Looking at my film collection you might think it would be time for me to open up my own little movie house. I think it would be grand to build it into some kind of pub-like setting, spin some music, pour a little wine and then turn down the lights and splash a bit of old cinema on the walls, just like that theater down there in Portland. How cool would it be to serve up pub food, play tunes while the crowd rolls in, then, when everyone is poured and well oiled and lightly fed, pop in a film, chat it up a bit and let it roll.

I took in a film tonight downtown, something I rarely do. I don't know why I don't do it more often, but tonight it was easy to catch, as the film I wanted to catch was right up the street at the Historic Orchard Theater. Seven o'clock showing of Gran Torino. I can't tell you how many films have come and gone out of that little house that I've wanted to see. Some I've caught up with at home on dvd, but most I've only gotten to read the reviews about or heard tell about them through my colleague at work. But tonight I managed to drag my groceries home in time for a quick turnaround and had cash enough in my pocket to pop for a flick. It was a good thing to do. Great movie, wonderful time.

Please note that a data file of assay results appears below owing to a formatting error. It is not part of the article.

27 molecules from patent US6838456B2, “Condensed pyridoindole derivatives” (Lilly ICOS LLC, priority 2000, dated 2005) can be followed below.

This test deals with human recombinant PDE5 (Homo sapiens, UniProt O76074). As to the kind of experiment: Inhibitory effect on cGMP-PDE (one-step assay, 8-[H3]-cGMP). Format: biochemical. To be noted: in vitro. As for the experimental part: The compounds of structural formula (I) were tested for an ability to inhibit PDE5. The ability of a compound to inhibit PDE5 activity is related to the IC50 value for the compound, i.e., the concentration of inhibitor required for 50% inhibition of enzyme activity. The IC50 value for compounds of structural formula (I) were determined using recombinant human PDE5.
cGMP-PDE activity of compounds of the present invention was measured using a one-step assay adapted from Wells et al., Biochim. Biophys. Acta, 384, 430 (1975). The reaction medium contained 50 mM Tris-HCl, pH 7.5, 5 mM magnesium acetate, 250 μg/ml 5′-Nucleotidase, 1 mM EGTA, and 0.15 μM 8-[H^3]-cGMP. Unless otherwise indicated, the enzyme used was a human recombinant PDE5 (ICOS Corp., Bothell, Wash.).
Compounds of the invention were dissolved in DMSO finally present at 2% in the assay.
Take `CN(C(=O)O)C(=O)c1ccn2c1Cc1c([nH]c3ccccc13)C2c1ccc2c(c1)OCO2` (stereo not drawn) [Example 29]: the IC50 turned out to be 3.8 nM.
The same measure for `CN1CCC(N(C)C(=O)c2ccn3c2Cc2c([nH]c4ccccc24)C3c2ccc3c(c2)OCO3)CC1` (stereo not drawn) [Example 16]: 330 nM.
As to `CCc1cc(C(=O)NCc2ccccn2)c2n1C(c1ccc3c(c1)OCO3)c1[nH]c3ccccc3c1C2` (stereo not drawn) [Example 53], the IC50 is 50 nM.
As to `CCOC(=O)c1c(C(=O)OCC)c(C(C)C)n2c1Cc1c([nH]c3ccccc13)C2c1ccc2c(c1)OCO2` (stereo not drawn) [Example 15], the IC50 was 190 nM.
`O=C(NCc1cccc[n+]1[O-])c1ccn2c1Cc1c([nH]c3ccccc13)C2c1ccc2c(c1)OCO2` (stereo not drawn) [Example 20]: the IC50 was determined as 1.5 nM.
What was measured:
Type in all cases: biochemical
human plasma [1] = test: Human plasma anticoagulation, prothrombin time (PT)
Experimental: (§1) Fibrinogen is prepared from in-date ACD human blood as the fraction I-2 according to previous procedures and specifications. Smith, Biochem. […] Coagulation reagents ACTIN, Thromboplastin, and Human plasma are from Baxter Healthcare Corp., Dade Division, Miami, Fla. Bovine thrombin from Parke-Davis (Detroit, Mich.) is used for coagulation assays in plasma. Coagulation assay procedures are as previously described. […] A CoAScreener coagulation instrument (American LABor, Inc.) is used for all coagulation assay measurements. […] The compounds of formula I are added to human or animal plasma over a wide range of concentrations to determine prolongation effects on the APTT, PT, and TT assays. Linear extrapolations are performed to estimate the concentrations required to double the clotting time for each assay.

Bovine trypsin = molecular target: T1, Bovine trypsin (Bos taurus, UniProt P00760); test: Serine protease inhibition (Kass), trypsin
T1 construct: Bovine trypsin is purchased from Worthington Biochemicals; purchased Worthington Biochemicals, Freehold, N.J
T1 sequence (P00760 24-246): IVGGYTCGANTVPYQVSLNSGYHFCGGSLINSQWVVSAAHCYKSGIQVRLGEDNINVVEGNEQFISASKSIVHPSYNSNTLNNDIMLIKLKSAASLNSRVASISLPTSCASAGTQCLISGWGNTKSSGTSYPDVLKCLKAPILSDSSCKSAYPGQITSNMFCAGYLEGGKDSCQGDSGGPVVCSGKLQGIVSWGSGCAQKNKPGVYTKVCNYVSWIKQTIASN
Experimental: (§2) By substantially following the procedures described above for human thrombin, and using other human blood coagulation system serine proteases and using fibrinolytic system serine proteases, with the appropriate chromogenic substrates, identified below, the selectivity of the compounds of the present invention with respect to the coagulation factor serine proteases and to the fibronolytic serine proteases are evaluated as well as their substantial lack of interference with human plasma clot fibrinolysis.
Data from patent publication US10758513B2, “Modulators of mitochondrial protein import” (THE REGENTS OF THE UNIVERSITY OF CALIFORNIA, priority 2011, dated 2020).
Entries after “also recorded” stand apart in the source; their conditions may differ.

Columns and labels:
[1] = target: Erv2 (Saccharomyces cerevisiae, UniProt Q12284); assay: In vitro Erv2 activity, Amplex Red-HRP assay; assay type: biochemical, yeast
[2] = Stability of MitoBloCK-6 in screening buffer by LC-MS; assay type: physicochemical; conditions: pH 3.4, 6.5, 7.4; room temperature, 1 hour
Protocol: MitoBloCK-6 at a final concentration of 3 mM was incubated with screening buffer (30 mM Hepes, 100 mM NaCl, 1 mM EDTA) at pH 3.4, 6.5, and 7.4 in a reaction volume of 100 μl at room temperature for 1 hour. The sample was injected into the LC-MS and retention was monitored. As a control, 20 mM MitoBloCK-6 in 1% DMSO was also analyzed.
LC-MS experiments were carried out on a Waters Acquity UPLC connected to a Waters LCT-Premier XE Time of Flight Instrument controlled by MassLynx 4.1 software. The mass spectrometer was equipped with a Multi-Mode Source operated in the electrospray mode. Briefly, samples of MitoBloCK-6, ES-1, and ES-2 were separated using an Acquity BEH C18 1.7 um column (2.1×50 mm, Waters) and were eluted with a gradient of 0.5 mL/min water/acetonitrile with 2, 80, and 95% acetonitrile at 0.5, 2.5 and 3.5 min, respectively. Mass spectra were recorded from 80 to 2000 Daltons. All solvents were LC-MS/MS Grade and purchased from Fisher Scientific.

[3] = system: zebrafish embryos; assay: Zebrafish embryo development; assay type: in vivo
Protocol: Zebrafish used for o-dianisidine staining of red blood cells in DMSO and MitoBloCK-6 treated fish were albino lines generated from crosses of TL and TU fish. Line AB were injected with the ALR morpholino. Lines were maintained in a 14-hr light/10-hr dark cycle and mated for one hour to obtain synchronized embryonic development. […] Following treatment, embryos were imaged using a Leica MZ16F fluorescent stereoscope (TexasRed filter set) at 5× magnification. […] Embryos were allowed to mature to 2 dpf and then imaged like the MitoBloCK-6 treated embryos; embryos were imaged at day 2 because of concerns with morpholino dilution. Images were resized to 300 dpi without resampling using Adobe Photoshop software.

Wonderful if only because I felt that I was doing my part in keeping that little house going. There were only a half dozen or so of us in the theater tonight. That made the screening feel very intimate. For a moment I sat to the back of the auditorium, right next to the door, close enough to the projection booth to hear the film sproketing through the projector. I moved a bit closer to the screen after that, not close enough to hear my neighbor rummage around in his popcorn tub, but close enough to block out the ambient light of the exit sign. I paid good money to experience the movie on a big screen, and I sat close enough to make that screen seem bigger than anything I could experience at home.